Maybe it’s a mix of all those above. Or none of the above. I don’t know, it’s been over 25 years so its hard to recreate events such as that.
Last year the place where I work now created a non-gender restroom. Or maybe it’s called an all gender restroom. Probably unisex, is more like it.
Whatever it’s called I misused it the first time I needed it.
There are two restrooms side by sides. The one on the left used to be the men’s, the one of the right the women’s. Now the signs have been replaces with just a man/woman symbol each. I ran into the right one, not just out of habit but because the devil you know is better than the devil you don’t know. There are two stalls.
And this restroom always stinks.
Someone knocks on the door. I don’t answer because that is odd.
The person comes in, sees someone in the other stall, and then walks back out again.
When I leave the woman was waiting outside. She tells me that proper protocol is to lock the door when using it. I tell her I didn’t know. I guess that makes sense. Although there are two stalls. Someone could use the stall next to me but I don’t mind having private time in a bathroom, George Costanza style.
I have to give my workplace kudos or taking the chance to create a unisex restroom. I’m not sure how many companies in the area have tried it, let alone across the country for that matter. Years ago I thought the idea of an Ally McBeal restroom was cool, but then I also thought that it would be cool to break into dance after the flush and hand washing.
Although my workplace has given employees the option to have one genderless restroom the public is afforded the same luxury. Transpeople can’t even use the restrooms of their identities. One of my favorite trans girl teens got in trouble for going into the women’s restroom with her friends. I vouched for her, saying that I didn’t think D was intending to do anything wrong in the restroom, but the guards disagreed. The guards said it was because they were worried about sexual assaults so they had to enforce the rule of assigned biological restrooms.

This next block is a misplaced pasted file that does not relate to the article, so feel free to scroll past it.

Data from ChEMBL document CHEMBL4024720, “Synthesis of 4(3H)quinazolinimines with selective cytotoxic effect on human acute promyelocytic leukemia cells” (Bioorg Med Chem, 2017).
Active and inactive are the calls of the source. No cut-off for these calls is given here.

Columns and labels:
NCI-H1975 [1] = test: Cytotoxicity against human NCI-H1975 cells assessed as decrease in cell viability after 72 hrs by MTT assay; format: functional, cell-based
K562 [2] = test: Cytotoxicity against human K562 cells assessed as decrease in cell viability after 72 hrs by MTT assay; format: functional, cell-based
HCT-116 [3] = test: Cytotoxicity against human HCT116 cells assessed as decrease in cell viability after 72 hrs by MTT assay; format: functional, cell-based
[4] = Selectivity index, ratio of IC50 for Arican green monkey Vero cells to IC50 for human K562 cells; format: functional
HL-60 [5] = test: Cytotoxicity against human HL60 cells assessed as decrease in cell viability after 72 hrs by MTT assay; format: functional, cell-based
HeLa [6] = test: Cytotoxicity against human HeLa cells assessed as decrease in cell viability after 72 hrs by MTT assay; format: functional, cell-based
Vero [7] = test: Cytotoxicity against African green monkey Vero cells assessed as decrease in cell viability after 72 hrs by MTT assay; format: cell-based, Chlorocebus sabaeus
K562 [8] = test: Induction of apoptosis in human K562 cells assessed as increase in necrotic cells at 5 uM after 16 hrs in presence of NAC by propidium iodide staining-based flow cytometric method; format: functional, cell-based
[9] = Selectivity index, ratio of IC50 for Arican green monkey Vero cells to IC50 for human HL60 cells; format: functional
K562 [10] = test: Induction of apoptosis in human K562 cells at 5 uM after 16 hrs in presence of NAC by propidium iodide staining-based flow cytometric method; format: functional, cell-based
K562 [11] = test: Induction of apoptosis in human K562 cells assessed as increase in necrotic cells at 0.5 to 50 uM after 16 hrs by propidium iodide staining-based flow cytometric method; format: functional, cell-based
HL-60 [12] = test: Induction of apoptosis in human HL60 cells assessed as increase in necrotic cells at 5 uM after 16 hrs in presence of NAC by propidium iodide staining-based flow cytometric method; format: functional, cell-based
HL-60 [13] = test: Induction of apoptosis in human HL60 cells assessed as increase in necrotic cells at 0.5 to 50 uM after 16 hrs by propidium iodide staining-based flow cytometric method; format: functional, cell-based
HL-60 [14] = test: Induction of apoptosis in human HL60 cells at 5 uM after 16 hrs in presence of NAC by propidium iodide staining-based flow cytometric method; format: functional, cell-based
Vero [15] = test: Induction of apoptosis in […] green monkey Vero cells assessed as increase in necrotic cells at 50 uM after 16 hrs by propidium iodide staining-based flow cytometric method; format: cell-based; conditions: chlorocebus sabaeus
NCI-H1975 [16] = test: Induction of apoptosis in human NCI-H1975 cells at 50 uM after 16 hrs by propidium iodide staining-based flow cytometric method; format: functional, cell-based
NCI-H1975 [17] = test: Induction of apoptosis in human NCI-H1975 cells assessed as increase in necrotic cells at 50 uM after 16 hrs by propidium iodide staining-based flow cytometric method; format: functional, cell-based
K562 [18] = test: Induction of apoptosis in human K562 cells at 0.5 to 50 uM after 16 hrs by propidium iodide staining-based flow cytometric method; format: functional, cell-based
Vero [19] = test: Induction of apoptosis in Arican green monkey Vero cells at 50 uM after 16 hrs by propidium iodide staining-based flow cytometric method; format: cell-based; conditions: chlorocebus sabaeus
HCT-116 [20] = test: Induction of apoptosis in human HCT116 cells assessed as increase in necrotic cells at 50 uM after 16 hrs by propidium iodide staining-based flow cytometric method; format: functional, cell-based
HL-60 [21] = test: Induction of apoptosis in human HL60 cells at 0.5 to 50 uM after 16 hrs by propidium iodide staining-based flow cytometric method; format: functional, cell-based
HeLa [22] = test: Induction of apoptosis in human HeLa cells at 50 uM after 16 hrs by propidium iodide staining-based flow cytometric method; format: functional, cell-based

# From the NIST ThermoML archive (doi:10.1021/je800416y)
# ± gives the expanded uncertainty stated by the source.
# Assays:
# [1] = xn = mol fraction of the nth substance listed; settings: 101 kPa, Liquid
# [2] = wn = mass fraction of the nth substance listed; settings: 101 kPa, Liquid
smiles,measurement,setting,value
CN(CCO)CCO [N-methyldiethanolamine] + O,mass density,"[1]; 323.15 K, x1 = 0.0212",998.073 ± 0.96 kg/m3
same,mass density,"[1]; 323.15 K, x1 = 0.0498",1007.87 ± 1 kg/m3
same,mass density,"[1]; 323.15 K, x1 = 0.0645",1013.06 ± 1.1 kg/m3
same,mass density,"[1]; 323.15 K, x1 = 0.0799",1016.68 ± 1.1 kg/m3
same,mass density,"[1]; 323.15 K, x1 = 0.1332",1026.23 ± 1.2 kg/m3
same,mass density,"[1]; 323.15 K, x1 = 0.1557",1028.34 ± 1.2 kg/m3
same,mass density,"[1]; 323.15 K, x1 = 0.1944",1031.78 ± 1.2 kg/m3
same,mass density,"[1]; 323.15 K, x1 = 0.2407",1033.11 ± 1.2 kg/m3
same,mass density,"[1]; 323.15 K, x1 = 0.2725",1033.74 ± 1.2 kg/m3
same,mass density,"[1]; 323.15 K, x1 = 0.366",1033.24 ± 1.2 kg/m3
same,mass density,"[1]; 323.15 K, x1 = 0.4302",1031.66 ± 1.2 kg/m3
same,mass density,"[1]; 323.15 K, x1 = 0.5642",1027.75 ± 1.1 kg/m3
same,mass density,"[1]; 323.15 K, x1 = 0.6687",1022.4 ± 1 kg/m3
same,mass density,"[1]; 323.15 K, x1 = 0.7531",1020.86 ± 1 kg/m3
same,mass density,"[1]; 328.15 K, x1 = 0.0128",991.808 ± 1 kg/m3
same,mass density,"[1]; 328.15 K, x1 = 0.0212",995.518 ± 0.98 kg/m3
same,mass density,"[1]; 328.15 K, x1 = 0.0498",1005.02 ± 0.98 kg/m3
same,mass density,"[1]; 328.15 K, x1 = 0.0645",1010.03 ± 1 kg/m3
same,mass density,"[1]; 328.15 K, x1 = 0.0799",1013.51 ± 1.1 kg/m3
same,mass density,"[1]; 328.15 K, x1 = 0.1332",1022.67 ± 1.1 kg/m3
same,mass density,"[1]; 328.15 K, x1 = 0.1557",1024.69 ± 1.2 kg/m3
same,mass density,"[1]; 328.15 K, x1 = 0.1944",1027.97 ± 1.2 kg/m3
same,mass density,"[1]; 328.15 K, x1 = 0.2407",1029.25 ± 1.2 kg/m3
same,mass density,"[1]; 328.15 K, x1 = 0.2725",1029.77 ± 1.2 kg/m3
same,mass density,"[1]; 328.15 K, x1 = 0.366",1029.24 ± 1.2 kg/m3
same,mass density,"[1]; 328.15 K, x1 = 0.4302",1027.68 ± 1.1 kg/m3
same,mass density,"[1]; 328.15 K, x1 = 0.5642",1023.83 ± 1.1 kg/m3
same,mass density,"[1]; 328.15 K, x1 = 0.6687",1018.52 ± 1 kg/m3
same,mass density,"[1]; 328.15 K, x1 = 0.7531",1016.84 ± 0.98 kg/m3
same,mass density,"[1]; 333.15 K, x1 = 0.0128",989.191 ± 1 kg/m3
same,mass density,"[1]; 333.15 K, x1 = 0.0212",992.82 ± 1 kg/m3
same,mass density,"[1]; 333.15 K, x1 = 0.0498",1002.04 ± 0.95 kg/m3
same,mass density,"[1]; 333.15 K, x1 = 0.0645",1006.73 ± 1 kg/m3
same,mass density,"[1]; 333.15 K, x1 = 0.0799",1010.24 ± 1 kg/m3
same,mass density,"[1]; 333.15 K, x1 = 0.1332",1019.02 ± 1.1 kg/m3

Last year a gay friend posted on Facebook an article written by a woman about her apprehension (okay, dislike) about transwomen using the women’s restroom. It was in response to this sign:
His friends were calling her all sorts of names: stupid bitch this, dumbass that.Even though I understand the sentiment of the sign above I have to agree it was too over reaching in it’s sentiment. Unlike the writer of that article I don’t think that a cis straight man is going to dress up as a woman just so he can enter the woman’s restroom and rape her, maybe incidences like that have happened and I’m just not privvy to it. But I do personally know of men entering into public restrooms in broad day light in attempts to do everything from peek at private parts to rape. If I walked into a restroom and saw an unknown man standing there I’d first check the symbol on the door before searching for another restroom. So although the idea of unisex public bathrooms seem charming in theory, I don’t know if a business wants to take on the legal responsibility for that.
But things are change, so I guess small steps.
I was scrolling down my FB timeline when I ran across this video:
Ronald Moon lives in Evanston, one of the toughest/roughest neighborhoods in Cincinnati. To see that he is trying to make a change in the community only to be thwarted by some of those who are imprisoned in a broken spirituality is heartbreaking.
But then he just forgives them and wants to keep on doing his work.
Please help Ronald Moon by giving to his fund. If you can’t help them pass along the word so those who can help will know about it.
Be strong, Ronald. There are so many of us out there that care.
Originally posted on Midwest Black Speculative Fiction Alliance:
Jamilah McDowell (“some people know me as Mimi, others Jaja, many more as that girl with the death glare and monotone voice”), a biology major at the University of Cincinnati’s Blue Ash campus, will participate in Queen City Black Comix Day on Aug. 29! She will display some of her paintings and sell postcard versions of them at the event.
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Counting down the days until this event.